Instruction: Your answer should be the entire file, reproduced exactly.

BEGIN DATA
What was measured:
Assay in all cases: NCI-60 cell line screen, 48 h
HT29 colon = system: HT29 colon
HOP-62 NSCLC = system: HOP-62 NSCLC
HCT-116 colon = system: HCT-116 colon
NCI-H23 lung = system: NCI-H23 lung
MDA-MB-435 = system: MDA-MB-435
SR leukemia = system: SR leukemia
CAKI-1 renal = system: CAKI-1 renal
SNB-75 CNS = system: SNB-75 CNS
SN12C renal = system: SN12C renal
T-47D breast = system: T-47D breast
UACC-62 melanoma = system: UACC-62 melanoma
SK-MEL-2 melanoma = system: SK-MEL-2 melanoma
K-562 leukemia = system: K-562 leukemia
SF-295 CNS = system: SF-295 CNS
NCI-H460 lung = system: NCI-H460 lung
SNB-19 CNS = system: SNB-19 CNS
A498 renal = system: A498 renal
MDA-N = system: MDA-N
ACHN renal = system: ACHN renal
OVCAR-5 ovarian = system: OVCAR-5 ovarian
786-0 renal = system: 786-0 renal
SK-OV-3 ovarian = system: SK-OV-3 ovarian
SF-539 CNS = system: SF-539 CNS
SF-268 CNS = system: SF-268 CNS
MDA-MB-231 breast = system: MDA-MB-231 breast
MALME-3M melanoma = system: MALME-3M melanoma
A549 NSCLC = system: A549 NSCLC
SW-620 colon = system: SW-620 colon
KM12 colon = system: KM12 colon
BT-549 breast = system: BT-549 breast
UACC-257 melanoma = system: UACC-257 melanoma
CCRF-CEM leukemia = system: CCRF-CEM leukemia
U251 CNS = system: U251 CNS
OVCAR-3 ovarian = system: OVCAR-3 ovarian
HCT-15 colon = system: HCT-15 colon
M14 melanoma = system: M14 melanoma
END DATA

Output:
What was measured:
Assay in all cases: NCI-60 cell line screen, 48 h
HT29 colon = system: HT29 colon
HOP-62 NSCLC = system: HOP-62 NSCLC
HCT-116 colon = system: HCT-116 colon
NCI-H23 lung = system: NCI-H23 lung
MDA-MB-435 = system: MDA-MB-435
SR leukemia = system: SR leukemia
CAKI-1 renal = system: CAKI-1 renal
SNB-75 CNS = system: SNB-75 CNS
SN12C renal = system: SN12C renal
T-47D breast = system: T-47D breast
UACC-62 melanoma = system: UACC-62 melanoma
SK-MEL-2 melanoma = system: SK-MEL-2 melanoma
K-562 leukemia = system: K-562 leukemia
SF-295 CNS = system: SF-295 CNS
NCI-H460 lung = system: NCI-H460 lung
SNB-19 CNS = system: SNB-19 CNS
A498 renal = system: A498 renal
MDA-N = system: MDA-N
ACHN renal = system: ACHN renal
OVCAR-5 ovarian = system: OVCAR-5 ovarian
786-0 renal = system: 786-0 renal
SK-OV-3 ovarian = system: SK-OV-3 ovarian
SF-539 CNS = system: SF-539 CNS
SF-268 CNS = system: SF-268 CNS
MDA-MB-231 breast = system: MDA-MB-231 breast
MALME-3M melanoma = system: MALME-3M melanoma
A549 NSCLC = system: A549 NSCLC
SW-620 colon = system: SW-620 colon
KM12 colon = system: KM12 colon
BT-549 breast = system: BT-549 breast
UACC-257 melanoma = system: UACC-257 melanoma
CCRF-CEM leukemia = system: CCRF-CEM leukemia
U251 CNS = system: U251 CNS
OVCAR-3 ovarian = system: OVCAR-3 ovarian
HCT-15 colon = system: HCT-15 colon
M14 melanoma = system: M14 melanoma